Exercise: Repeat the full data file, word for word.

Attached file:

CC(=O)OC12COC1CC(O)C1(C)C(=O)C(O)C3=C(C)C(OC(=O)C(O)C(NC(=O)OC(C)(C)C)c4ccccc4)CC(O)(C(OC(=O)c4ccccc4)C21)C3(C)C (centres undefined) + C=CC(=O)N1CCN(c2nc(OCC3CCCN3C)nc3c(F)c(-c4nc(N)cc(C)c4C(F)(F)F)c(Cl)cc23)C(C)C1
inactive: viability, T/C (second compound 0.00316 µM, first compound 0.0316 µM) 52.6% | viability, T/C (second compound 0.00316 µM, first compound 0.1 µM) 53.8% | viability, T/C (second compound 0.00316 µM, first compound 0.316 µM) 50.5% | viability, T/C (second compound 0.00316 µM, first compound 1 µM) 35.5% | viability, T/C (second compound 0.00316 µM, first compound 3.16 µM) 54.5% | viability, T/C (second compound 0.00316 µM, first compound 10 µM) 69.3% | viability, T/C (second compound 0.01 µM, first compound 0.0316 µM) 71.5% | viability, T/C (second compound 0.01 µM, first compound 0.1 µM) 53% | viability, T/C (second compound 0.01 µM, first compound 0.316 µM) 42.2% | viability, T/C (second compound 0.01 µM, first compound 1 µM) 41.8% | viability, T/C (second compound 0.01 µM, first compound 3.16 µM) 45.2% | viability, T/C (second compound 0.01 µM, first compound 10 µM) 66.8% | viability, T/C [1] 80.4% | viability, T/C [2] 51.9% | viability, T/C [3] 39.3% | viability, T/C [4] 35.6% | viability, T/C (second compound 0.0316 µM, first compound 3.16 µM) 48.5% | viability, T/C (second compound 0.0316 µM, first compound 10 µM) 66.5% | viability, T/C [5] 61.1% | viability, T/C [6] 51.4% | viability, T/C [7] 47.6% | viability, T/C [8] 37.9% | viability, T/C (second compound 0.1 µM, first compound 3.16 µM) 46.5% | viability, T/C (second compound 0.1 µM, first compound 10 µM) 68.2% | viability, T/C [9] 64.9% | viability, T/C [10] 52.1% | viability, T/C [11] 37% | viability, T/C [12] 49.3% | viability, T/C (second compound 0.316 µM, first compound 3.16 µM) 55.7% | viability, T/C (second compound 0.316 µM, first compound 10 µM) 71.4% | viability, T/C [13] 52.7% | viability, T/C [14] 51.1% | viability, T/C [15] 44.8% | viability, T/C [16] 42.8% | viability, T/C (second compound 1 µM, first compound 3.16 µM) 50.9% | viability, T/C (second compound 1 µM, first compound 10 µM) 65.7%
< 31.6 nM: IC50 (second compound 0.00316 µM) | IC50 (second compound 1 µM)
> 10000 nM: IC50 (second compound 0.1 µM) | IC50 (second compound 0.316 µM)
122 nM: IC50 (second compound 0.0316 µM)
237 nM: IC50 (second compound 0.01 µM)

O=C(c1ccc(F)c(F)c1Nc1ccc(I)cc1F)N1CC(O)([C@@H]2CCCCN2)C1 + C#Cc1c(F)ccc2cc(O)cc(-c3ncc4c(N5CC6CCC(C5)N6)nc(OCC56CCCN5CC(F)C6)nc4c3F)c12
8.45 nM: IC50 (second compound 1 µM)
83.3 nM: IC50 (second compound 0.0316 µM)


CC(=O)OC12COC1CC(O)C1(C)C(=O)C(O)C3=C(C)C(OC(=O)C(O)C(NC(=O)OC(C)(C)C)c4ccccc4)CC(O)(C(OC(=O)c4ccccc4)C21)C3(C)C (centres undefined) + C=CC(=O)N1CCN(c2nc(OCC3CCCN3C)nc3c(F)c(-c4nc(N)cc(C)c4C(F)(F)F)c(Cl)cc23)C(C)C1
inactive: viability, T/C (second compound 0.00316 µM, first compound 0.0316 µM) 52.6% | viability, T/C (second compound 0.00316 µM, first compound 0.1 µM) 53.8% | viability, T/C (second compound 0.00316 µM, first compound 0.316 µM) 50.5% | viability, T/C (second compound 0.00316 µM, first compound 1 µM) 35.5% | viability, T/C (second compound 0.00316 µM, first compound 3.16 µM) 54.5% | viability, T/C (second compound 0.00316 µM, first compound 10 µM) 69.3% | viability, T/C (second compound 0.01 µM, first compound 0.0316 µM) 71.5% | viability, T/C (second compound 0.01 µM, first compound 0.1 µM) 53% | viability, T/C (second compound 0.01 µM, first compound 0.316 µM) 42.2% | viability, T/C (second compound 0.01 µM, first compound 1 µM) 41.8% | viability, T/C (second compound 0.01 µM, first compound 3.16 µM) 45.2% | viability, T/C (second compound 0.01 µM, first compound 10 µM) 66.8% | viability, T/C [1] 80.4% | viability, T/C [2] 51.9% | viability, T/C [3] 39.3% | viability, T/C [4] 35.6% | viability, T/C (second compound 0.0316 µM, first compound 3.16 µM) 48.5% | viability, T/C (second compound 0.0316 µM, first compound 10 µM) 66.5% | viability, T/C [5] 61.1% | viability, T/C [6] 51.4% | viability, T/C [7] 47.6% | viability, T/C [8] 37.9% | viability, T/C (second compound 0.1 µM, first compound 3.16 µM) 46.5% | viability, T/C (second compound 0.1 µM, first compound 10 µM) 68.2% | viability, T/C [9] 64.9% | viability, T/C [10] 52.1% | viability, T/C [11] 37% | viability, T/C [12] 49.3% | viability, T/C (second compound 0.316 µM, first compound 3.16 µM) 55.7% | viability, T/C (second compound 0.316 µM, first compound 10 µM) 71.4% | viability, T/C [13] 52.7% | viability, T/C [14] 51.1% | viability, T/C [15] 44.8% | viability, T/C [16] 42.8% | viability, T/C (second compound 1 µM, first compound 3.16 µM) 50.9% | viability, T/C (second compound 1 µM, first compound 10 µM) 65.7%
< 31.6 nM: IC50 (second compound 0.00316 µM) | IC50 (second compound 1 µM)
> 10000 nM: IC50 (second compound 0.1 µM) | IC50 (second compound 0.316 µM)
122 nM: IC50 (second compound 0.0316 µM)
237 nM: IC50 (second compound 0.01 µM)

O=C(c1ccc(F)c(F)c1Nc1ccc(I)cc1F)N1CC(O)([C@@H]2CCCCN2)C1 + C#Cc1c(F)ccc2cc(O)cc(-c3ncc4c(N5CC6CCC(C5)N6)nc(OCC56CCCN5CC(F)C6)nc4c3F)c12
8.45 nM: IC50 (second compound 1 µM)
83.3 nM: IC50 (second compound 0.0316 µM)